The City argues that the 30% in the definition is an incentive to build social housing.  Section 3.1 already allowed the Development Permit Board (DPB) to permit an increase in floor space ratio (FSR) up to the allowable maximum if the building has 30% social housing.  There is no need to have it in the actual definition of social housing, as it serves only to falsely count market rental units as social housing.  More concerning,  Section 3.13 goes on to allow the DPB to permit an unlimited increase in density beyond allowable maximum FSR, thus bypassing the rezoning process and eliminating the requirement for an Open House, a Public Hearing and any other opportunity for public input.  It places sole discretion for the allowable density in the hands of unelected officials.

Caught breaking the law, the City’s response is to change the law and remove the need for public input.  Residents have received their notices regarding the separate 1099 Richards DPB meeting on April 7, 2015 and the 508 Helmcken rezoning Public Hearing on April 14, 2015.  The City is rushing to push these through before the appeal court dates.  Please email the Mayor and City Council and demand that they respect citizens’ rights to be heard and considered.

1099 Richards DPB meeting – April 7, 2015

508 Helmcken Rezoning Public Hearing – April 14, 2015

Please sign opposing the 1099 Rirchards development permit and 508 Helmcken rezoning as proposed.

Here are the reasons the proposed developments do not work:

1099 Richards

  • The proposed building is also too big and too dense for the site, and would be a non-conforming third tower on the block.
  • It exceeds the FSR 5.0 limit set out by the Downtown Official Development Plan (DODP) for social housing in our neighbourhood.

508 Helmcken

  • The proposed 36 storey tower is too tall and too dense for the site, and it violates numerous provisions of the Downtown Official Development Plan (DODP)

The combined impact of these two buildings is a way too large for the neighbourhood and must be considered together as per the court ruling.  Any leniency granted because they are “social housing” should be the absolute minimum as they don’t add true social housing as defined by CMHC and accepted Canada-wide.

We ask that the City keep its promise and duty to fair public consultation and work the community to find a solution that works for neighbours and keeps the Jubilee House residents in their neighbourhood.  Vote NO to the 1099 Richards development permit and the 508 Helmcken rezoning, and set a meeting with the neighbourhood to start looking for real solutions.

2020-04-23T17:24:26-07:00April 4, 2015|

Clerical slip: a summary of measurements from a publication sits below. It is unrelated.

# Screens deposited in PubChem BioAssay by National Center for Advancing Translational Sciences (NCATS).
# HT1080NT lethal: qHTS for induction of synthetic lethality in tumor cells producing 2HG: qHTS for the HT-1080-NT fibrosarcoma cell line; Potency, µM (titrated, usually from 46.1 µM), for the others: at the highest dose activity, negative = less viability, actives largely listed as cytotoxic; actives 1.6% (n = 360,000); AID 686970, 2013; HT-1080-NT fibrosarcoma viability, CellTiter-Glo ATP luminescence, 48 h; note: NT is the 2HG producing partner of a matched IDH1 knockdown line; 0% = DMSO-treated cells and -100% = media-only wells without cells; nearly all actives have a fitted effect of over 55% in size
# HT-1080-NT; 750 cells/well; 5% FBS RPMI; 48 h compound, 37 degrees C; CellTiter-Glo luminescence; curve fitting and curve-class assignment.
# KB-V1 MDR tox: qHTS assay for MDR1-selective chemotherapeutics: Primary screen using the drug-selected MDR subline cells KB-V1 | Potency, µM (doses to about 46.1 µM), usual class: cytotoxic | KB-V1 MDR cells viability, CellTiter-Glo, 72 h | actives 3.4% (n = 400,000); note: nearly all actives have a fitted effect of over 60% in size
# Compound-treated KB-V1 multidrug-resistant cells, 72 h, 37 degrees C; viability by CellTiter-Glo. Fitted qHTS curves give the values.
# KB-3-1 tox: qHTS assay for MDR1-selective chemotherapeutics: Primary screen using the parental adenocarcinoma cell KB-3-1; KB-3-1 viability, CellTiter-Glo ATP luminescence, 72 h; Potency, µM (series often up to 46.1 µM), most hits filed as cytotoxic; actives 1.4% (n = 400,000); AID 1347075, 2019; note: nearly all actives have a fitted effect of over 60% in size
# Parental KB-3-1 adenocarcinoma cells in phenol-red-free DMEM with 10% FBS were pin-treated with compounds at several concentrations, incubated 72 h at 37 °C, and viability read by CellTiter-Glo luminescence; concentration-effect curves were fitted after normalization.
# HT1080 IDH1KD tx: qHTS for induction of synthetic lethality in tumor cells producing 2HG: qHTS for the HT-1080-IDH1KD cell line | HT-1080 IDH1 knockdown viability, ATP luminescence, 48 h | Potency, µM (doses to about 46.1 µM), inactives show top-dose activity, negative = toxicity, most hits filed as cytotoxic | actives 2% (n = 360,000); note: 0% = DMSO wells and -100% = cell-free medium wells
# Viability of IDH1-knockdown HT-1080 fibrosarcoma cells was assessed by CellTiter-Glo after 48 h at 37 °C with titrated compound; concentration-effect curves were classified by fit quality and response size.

Say NO to Downtown Official Development Plan amendments

Now is the time to tell the Mayor and City Council to vote NO to the proposed amendments to the Downtown Official Development Plan (DODP).

The amended development plan would set a bad precedent for all of Vancouver. If this amendment passes downtown, your neighbourhood may be next.

Sign the Petition

Please sign the petition now. Your signature is needed by 5pm on March 26, 2015.

Sign the Petition



Why the proposed Downtown Official Development Plan must be defeated

The Community Association of New Yaletown strongly supports more social housing in our neighbourhood. However, we must oppose the proposed amendments for the following reasons:

  • The new definition of “social housing” removes support for those most in need. Under the proposed changes, the new lowest category of rent will require an annual income of up to $36,500 for a studio apartment and $40,000 for a one-bedroom outside the DTES (Source: BC Housing 2015 Housing Income Limits).  This moves “social housing” out of reach for anyone working full-time at minimum wage ($22,000 per year).

    The proposed new Jubilee House demonstrates the City’s vision: the “low cost housing” units transferred from the old Jubilee House rent for an average of $436/month while the new “social housing” units rent for $1,142/month (source: City of Vancouver Administrative Report, February 6, 2014). These changes risk increasing homelessness and reducing affordability in Vancouver.

  • The changes benefit developers, not people in need of affordable housing. The threshold for a building to gain huge density bonuses for “social housing” is unreasonably low. Only 30% of residential units are required to meet the too-expensive levels described above. The remaining units are not required to be affordable at all.
  • The DODP and its proposed amendments are not “intelligible” or “simple and direct” as required by law. Instead, the documents use technical jargon, confusing wording and contain inconsistent and conflicting statements. The recent Supreme Court ruling requires the City to provide information in “a form that is understandable.” You can read the Downtown Official Development Plan and judge for yourself.
  • The City provides insufficient detail for the public to understand the pros and cons of the proposed amendments. The City provided no models or drawings showing the potential impact of the proposed changes. The recent Supreme Court ruling requires the City to provide sufficient information to enable the public to “fairly evaluate the pros and cons” and to “scrupulously consider” public input.
  • The proposed DODP increases the power of the (unelected) Development Permit Board, reduces City Council oversight, and reduces the public’s ability to provide input regarding their own neighbourhood. It allows the DPB to grant unlimited density without requiring rezoning.
  • The proposed amendments to the DODP were drafted without any public input. Neighbourhoods and social housing residents were not consulted as part of the drafting process. The public deserves a voice in our own communities.

The Community Association of New Yaletown fully supports increased social housing that truly benefits the needy. However, the proposed amendments fail to achieve this objective, and bypass public input while allowing unrestricted developments.

Downtown Vancouver deserves a better, fairer, clearer Downtown Official Development Plan.

Say NO to the proposed Downtown Official Development Plan amendments. Your signature is needed by 5pm on March 26, 2015. Please sign the petition now:

Sign the Petition
2020-04-23T17:24:28-07:00March 23, 2015|